Online business is a safe option

Online business is a safe option

Online business is a safe option

It is visible to all that India, and Bangalore specifically, is undergoing what one could call a startup boom. Novel ideas are put in place, initial capital is sought out and voila, a new company exists! There are enough and more registered companies being driven by the bandwagon of young entrepreneurs who are trying to do something new.

But for many, the idea of a physical outlet to represent them seems like a dicey option, owing to high rents and no guarantee of results. This has resulted in the simultaneous spurt of those who are using the Internet as their chosen means of carrying out business. With social media being one of the most effective tools to tap in to target audiences, many don’t wish to bother setting up shop.

For Jacob Inasu, managing director of ‘OceanSpace’, for instance, the online web allowed tapping in on entirely new markets. “At OceanSpace, we offer our customers customised marine aquariums that are very durable. We understand that it is important for our customers to make an informed decision before they invest in a unique ecosystem of their own. The online space helps us connect with our audiences, giving them a detailed preview of the many options they can choose from. We feel closer to our customers this way and are always accessible to them real time as well, which we think is important in today’s day and age,” he explains.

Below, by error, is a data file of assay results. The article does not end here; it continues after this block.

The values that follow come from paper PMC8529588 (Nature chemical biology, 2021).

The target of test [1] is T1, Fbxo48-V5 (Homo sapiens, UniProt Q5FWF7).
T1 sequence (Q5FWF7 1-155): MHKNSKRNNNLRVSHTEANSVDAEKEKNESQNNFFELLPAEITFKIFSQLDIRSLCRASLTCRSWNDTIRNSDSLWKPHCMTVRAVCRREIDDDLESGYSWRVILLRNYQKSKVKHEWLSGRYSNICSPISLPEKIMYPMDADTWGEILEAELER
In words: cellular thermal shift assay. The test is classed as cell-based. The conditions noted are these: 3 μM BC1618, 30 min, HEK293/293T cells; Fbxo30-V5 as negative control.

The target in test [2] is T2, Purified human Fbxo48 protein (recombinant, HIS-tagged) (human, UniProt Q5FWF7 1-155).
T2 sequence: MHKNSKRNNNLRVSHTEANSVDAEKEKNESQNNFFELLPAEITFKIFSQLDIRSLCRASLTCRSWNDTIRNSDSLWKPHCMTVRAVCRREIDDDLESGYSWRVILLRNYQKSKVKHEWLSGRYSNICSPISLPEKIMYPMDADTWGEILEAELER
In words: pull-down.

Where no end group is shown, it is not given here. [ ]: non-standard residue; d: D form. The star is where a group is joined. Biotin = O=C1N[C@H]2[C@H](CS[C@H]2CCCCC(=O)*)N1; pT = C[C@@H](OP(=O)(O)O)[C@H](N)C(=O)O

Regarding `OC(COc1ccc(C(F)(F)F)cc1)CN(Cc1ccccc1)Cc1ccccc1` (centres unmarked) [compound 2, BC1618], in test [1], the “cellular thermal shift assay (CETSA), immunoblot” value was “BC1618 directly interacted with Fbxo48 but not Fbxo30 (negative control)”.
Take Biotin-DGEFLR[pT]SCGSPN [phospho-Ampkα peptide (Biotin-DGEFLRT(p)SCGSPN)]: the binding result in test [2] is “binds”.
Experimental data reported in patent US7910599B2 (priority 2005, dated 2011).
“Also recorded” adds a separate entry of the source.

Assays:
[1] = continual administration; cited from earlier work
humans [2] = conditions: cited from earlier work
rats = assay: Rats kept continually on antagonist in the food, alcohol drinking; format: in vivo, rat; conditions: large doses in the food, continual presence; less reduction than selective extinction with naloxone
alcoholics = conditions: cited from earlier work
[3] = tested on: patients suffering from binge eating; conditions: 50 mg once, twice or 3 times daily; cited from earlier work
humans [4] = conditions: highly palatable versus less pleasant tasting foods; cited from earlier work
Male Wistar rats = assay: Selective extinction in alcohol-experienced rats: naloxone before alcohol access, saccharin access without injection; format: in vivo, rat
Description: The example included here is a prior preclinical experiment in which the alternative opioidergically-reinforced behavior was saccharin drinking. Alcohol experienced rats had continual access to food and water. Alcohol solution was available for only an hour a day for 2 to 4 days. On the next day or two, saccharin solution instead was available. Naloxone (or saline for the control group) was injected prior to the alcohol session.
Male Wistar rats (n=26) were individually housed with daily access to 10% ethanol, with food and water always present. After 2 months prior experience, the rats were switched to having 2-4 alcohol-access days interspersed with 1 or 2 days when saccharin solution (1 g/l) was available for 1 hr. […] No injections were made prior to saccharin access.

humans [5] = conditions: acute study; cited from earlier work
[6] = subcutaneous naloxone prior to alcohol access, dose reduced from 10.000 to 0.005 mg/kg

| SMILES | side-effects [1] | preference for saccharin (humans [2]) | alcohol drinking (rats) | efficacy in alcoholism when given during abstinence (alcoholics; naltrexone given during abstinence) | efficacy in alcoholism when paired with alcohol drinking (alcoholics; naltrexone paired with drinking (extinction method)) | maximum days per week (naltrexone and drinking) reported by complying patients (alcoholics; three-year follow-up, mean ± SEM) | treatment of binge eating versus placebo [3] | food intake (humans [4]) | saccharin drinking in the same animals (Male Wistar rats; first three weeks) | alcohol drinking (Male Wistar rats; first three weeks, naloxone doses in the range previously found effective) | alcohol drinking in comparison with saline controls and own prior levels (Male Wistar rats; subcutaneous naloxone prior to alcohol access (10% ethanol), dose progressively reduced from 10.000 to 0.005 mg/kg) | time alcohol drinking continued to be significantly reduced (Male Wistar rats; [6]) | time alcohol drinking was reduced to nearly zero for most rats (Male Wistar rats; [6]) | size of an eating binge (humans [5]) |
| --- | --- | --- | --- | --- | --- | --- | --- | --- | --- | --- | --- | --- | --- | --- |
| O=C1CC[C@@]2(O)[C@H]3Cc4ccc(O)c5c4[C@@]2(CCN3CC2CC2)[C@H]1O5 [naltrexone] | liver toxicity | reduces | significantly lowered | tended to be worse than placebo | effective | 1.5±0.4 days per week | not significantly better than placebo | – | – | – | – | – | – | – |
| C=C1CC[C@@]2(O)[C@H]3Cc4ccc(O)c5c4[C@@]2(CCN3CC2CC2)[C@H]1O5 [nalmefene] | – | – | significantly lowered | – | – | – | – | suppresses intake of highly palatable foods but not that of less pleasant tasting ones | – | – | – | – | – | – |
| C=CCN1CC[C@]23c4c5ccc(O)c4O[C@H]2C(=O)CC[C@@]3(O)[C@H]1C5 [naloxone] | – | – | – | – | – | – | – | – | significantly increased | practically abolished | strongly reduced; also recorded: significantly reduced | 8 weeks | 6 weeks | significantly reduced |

Even the food and beverage industry has taken to this trend. There are enough and more chefs and bakers out there running on the online marketing model. “How we go about is we take orders, bake and deliver. We have a production kitchen but we don’t want an outlet for our venture at the moment. Once we’re better established and have the money, we can think about that,” shares Sindhu Basavaraju, who runs an online cake shop called ‘The Little Patisserie’ with Supriya S. She adds, “The initial investment for retail space was an area of concern for us since we were completing our engineering when we started this. We realised that it was too risky an option. We don’t need a formal space when we have social media, word-of-mouth and events like frequent flea markets to showcase our skills.”

However, she does admit that this model has its own pros and cons. “The biggest plus point is that there is no wastage charge since we bake only based on the demand. On the other hand, there can be too many orders or none. Today’s generation functions on-the-go. They would rather pass by a shop, step in and pick up a cake for an occasion than plan in advance and book it. You’re saving in one way and losing out in another,” elaborates Sindhu. 

The best part about this approach is that one can find everything under the sun online these days — from clothes and books to antiques and aquariums. That’s exactly why there are so many takers for it.

“Online shopping goes hand in hand with the risk of what you ordered not being what you receive. But the return policy that most online companies have makes you want to give it a try. The variety and accessibility are what lure me,” confesses Priya, who prefers shopping with the click of a button over scouting the malls and